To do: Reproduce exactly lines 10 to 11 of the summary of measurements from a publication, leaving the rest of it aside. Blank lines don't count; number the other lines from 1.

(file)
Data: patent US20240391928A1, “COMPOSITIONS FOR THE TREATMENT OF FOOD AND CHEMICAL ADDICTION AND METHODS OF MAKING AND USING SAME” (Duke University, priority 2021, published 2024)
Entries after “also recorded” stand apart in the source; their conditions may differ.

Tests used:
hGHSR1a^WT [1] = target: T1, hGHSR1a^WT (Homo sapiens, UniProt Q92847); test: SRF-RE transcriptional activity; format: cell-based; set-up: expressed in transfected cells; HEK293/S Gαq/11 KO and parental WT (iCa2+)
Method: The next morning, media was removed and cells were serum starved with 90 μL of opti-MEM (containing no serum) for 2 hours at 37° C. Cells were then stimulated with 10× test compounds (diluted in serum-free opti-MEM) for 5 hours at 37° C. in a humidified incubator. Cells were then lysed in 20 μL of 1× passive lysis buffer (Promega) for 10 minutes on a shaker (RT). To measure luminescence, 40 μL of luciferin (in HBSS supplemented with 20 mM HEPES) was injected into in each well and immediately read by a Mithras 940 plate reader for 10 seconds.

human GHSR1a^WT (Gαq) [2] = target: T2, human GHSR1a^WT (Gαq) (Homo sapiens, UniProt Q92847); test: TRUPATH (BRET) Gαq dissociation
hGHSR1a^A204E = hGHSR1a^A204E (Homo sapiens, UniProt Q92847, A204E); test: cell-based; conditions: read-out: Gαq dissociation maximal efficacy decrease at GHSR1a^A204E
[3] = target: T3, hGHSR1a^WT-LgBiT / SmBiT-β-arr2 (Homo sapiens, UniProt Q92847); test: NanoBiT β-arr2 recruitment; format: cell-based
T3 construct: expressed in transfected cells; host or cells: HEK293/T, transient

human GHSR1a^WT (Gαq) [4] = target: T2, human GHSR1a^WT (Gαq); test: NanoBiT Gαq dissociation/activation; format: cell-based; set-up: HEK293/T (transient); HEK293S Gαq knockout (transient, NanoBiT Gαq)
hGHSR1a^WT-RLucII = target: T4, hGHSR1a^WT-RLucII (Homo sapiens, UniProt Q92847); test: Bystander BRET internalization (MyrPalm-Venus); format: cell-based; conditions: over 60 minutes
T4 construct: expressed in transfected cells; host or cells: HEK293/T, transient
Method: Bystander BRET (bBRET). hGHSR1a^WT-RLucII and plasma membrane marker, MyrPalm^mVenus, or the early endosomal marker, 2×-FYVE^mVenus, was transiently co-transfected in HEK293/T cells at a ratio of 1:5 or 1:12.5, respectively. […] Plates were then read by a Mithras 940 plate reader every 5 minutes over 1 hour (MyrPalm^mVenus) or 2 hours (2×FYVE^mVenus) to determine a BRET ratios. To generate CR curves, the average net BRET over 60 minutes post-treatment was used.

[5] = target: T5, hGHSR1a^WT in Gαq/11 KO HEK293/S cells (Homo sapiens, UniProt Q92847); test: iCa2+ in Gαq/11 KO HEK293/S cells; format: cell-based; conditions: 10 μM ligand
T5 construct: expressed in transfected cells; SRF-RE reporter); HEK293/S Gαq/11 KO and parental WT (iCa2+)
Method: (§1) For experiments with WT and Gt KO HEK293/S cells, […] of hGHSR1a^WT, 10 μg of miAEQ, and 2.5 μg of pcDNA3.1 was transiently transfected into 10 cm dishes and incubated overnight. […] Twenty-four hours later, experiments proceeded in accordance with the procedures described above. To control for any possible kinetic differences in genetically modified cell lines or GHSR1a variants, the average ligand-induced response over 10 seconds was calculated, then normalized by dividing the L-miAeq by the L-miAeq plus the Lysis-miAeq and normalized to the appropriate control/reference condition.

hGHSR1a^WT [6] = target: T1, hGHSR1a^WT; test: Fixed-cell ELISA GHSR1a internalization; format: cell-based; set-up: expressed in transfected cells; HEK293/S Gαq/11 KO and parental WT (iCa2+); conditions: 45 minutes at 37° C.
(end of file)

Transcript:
human GHSR1a^WT (Gαq) [4] = target: T2, human GHSR1a^WT (Gαq); test: NanoBiT Gαq dissociation/activation; format: cell-based; set-up: HEK293/T (transient); HEK293S Gαq knockout (transient, NanoBiT Gαq)
hGHSR1a^WT-RLucII = target: T4, hGHSR1a^WT-RLucII (Homo sapiens, UniProt Q92847); test: Bystander BRET internalization (MyrPalm-Venus); format: cell-based; conditions: over 60 minutes